Although the book is not long, I think it is best taken slowly and savouring the quality of the writing, rather than rushing to get to the end of the story. It is not a book to be read in a hurry.
What do you get from it: Beautiful writing, stories that make you think and a few laughs.
What I would have changed if anything: As I mentioned perhaps change the size of the titles or the formatting (in the digital version) to make the divisions clearer.
Who Would I recommend this book to?: To readers who enjoy language and a mood more than heavily plotted stories (although there are some great ones too). And to writers who are considering writing short stories, or just keen on exploring the many ways characterization works.
Realistic Characterization: 4.5/5
Made Me Think: 4/5
Overall enjoyment: 4.5/5
Overall Rating: 4.5/5
Buy it at:
Format & Pricing:
And now, I asked a few questions to the author:
People have less and less time these days and short forms of writing are becoming more and more popular. From flash-fiction to microfiction and even stories told in Tweets, it’s all about brevity. Of course, the short story has a long tradition, but what is for you a short story? And what makes it (so far) your preferred choice when writing? –
For me a short story is anything that conveys a feeling, or an event, or that sets up an event that may then spring forward. It does not have to have a beginning or an ending. I like story starters, that is a written piece that poses a situation or premise, and then you have to imagine various outcomes. But the premise is so interesting it creates that zing in your brain and gets you thinking. That to me is a good story: anything that kick-starts that zing in your imagination and gets you thinking on a different track or about various possibilities.
I prefer the short form because I don’t need a lot of useless background info that longer work sometimes gets bogged down in. I don’t have a lot of free time, so the short form is good for getting ideas down. I have a lot of different ideas, so the short form works well in sorting them into more organized paradigms.
Who are your favourite writers, in general, and writers of short stories (if they aren’t the same ones)? Why? What have you learned from them? –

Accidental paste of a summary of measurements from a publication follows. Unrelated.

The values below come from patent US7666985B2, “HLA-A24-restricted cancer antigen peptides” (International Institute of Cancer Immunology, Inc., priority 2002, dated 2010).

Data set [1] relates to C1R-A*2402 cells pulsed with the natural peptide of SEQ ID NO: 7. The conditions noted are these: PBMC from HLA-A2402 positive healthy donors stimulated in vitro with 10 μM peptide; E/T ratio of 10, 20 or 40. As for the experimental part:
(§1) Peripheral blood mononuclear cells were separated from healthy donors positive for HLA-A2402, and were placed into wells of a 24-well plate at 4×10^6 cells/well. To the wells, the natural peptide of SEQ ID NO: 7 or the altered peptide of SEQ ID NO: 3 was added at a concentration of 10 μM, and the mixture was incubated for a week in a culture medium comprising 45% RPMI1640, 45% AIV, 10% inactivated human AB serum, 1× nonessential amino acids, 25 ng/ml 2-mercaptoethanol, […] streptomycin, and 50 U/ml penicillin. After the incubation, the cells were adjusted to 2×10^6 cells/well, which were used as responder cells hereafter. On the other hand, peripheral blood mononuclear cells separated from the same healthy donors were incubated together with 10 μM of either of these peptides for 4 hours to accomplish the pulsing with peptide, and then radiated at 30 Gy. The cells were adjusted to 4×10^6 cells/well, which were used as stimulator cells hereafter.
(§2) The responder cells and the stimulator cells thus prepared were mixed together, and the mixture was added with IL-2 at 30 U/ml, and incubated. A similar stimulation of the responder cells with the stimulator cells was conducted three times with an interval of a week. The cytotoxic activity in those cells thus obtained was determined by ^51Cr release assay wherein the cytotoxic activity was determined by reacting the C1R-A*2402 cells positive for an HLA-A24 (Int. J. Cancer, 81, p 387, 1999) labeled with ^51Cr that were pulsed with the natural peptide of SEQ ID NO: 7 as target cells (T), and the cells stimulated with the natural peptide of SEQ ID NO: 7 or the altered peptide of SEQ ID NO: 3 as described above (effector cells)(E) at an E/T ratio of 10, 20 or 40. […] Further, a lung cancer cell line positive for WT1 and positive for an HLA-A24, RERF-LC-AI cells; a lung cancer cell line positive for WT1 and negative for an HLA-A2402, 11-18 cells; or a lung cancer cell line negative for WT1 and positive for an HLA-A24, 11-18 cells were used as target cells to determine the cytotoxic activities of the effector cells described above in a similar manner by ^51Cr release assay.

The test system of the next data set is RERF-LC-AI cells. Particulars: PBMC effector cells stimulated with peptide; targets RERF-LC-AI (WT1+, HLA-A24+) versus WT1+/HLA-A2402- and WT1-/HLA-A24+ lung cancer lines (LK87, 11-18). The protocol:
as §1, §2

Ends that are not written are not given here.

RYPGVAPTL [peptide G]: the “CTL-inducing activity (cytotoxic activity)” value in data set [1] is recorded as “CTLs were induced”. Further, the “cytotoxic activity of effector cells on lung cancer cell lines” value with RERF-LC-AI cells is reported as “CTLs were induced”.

Favorite authors, influences: Anyone interesting, imaginative, and concise. Anyone who makes you think.
Mostly I like short stories as they get to the point quickly. The books that really inspired me are mostly imaginative story collections because they were exciting and new and you never knew what was going to happen next in them. Also, they were brief, which made them memorable and easily digestible.
I like strange or absurd adventures that are well crafted and have a meaning to them, and sci fi as it offers ideas. Reading these types of writers is like taking mini adventures that I could not experience otherwise in the limitations of my actual life –
Donald Barthelme, J.D. Salinger, Richard Brautigan, Kurt Vonnegut, Jr., Charles Bukowski, Leonard Michaels (murderers), Mark Twain, James Thurber, Antoine de Saint Exupery (the little prince), Dr. Seuss (cool illustrations), Roald Dahl, Steve Martin (cruel shoes), W.P. Kinsella (the alligator report), Jim Heynen (the man who kept cigars in his cap), Don Delillo.
Barry Yourgrau, Mark Leyner, Adrienne Clasky (from the floodlands), Lydia Davis (Samuel Johnson is indignant), Etgar Keret, Stacey Richter, George Singleton, James Tate (Return to the city of white donkeys), Thom Jones, Italo Calvino, Stephen-Paul Martin, Will Self, Denis Johnson (Jesus’ son), David Gilbert (I shot the hairdresser), David Sedaris, Paul Di Filippo, D. Harlan Wilson, Andersen Prunty.
Science fiction from the 40s, 50s, and 60s:
Rod Serling, L. Sprague De Camp, Ray Bradbury, Phillip K. Dick, Aurthur C. Clarke, Isaac Asimov, Charles Beaumont, Ursula K. Le Guin, Douglas Adams (an 80’s writer), etc.
Many writers read this blog. I subscribe to the advice that one should read in order to improve one’s writing. I know it will be a difficult choice, but any stories in particular that have had an impact on you or have increased your understanding of the form?
Yes, many – see the list of authors above. One thing I look for is that buzz or zing when they convey a feeling or present something I hadn’t ever seen before. For example, I like that F. Scott Fitzgerald story “Winter dreams” because in it the character changes, or his feelings for someone changes. I like that arc, that sense of change the character goes through in a story. That story presents a loss, and the character’s feelings about that change and loss.
Do you have a blog/website? If so what is it?
Yes, it is: https://trauch.wordpress.com/
You can find book information and story samples on that bad boy of rock and roll.
If you know of any good publishers looking for arty story collections, please let them know about me. I’m always looking for good publishers. A lot of places don’t publish single author story collections.
Thank you for your time.
Thanks very much to Tony Rauch for his book and for answering my questions, thanks to you for reading, and don’t forget to like, share, comment, and CLICK!
Olga Núñez Miret